Other examples of this behavior can be found that don't quite match the same grammatical pattern:
What?! I'm not gay! ... not that there's anything wrong with that...
To play devil's advocate, one objection could be X.
I don't agree with him, but Bob thinks [...]
I know you didn't want jewelry for your birthday, but...
These are very similar to the intent conveyed by, "No offense, but [...]" in the sense that the speaker knows full well that the content is objectionable or incorrect. Or, at the very least, wants to head off any such criticism. A more drastic example:
YOU ARE COMPLETELY WRONG AND ONLY A FOOL WOULD THINK THAT WAY! But that's just my humble opinion...
This entire grouping of behavior is very popular in passive-aggressive cultures because it allows them to act offensively while offering a quick defensive against anyone calling them out for being offensive. Yet another drastic example:
I hate everything about you. Just kidding!
When used maliciously, all of these are forms of special pleading in an attempt to avoid criticism of the offensive or inappropriate behavior:
Special pleading [...] involves someone attempting to cite something as an exception to a generally accepted rule, principle, etc. without justifying the exception.
In each of the examples above, there is an extremely obvious objection or offense but the speaker is invoking special pleading by simply claiming the objection or offense doesn't apply in this case. The easiest way to check for this is to show what happens if you don't include the exception until after the objection:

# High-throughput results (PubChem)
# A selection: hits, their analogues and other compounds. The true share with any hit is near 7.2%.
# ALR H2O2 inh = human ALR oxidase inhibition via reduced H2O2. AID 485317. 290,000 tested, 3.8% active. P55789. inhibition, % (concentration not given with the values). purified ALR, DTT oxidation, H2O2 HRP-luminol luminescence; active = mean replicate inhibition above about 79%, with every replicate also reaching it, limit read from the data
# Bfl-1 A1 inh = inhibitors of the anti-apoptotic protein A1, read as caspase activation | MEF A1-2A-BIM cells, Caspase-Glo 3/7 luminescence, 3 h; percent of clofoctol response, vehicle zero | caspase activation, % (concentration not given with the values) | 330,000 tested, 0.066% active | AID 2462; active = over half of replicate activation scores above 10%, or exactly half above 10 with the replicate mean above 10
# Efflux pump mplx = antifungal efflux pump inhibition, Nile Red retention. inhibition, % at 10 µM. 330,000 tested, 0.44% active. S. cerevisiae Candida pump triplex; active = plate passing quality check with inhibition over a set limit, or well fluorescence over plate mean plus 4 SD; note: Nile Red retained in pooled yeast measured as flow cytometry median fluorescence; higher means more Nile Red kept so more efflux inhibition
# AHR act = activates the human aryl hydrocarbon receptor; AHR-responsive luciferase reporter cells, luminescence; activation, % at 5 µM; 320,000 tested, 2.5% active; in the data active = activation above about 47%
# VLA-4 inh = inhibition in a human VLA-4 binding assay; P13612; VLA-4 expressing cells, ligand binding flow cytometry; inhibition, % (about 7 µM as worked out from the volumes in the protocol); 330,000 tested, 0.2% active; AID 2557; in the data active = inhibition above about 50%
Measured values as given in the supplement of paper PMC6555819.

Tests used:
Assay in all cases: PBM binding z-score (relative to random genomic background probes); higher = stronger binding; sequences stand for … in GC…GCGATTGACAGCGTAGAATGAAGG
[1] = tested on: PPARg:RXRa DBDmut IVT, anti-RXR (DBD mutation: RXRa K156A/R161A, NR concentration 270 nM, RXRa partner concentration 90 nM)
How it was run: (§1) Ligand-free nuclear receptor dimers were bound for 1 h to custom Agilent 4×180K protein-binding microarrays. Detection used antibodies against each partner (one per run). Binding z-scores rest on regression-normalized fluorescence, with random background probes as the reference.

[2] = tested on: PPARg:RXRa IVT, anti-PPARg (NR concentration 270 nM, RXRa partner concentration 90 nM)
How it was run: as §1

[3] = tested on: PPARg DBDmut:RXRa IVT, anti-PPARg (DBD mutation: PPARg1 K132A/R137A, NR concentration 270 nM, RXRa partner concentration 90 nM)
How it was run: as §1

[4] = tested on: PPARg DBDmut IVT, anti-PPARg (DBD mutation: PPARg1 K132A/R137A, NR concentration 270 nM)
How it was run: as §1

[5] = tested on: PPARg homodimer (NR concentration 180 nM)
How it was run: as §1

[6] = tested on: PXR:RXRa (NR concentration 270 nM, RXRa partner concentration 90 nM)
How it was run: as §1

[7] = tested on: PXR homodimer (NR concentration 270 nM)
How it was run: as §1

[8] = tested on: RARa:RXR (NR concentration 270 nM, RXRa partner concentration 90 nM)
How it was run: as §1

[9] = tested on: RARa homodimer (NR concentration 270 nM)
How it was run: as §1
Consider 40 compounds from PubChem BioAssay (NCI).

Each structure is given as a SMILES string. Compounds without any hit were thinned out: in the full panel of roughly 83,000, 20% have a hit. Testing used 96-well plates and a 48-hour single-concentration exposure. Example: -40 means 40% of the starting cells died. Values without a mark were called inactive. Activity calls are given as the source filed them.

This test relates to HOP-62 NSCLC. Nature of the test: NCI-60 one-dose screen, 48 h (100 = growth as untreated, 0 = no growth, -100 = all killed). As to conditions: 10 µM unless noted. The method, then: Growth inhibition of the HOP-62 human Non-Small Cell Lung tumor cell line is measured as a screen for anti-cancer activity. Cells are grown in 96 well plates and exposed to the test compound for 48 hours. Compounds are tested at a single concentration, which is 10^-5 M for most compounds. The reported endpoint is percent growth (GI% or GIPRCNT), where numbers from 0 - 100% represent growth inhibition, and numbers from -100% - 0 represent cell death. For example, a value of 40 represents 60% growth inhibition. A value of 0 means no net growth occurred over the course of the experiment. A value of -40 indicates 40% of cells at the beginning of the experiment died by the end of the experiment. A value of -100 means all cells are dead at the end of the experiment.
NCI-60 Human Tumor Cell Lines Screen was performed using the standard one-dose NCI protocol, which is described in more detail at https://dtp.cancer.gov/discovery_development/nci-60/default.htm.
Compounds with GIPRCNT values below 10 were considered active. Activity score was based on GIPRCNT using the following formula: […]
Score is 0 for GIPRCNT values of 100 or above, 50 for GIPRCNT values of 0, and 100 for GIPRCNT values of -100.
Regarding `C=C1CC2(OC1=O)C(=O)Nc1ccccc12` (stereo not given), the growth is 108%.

- (sexist comment)
- Hey! That's sexist!
- I'm not sexist.
- (dick comment)
- Hey! Stop being a dick!
- I wasn't being a dick.
In this context, it is purely a disagreement. But when you acknowledge the disagreement before using the objectionable phrase, people are much more likely to stay quiet and let you get away with it. This is a successful application of special pleading.
I am not sure if this special type of special pleading has its own term. Another way of wording this behavior would be:
Acknowledging a criticism in order to preempt the criticism from being voiced in an attempt to ignore the criticism altogether.
By the way, another common logical fallacy in this area is appeal to motive:
appeal to motive — claiming that something isn't sexist/racist/etc. because it wasn't intended to be sexist/racist/etc.
This term does not quite fully describe the specific pattern you mention in your examples but it tends to go hand-in-hand.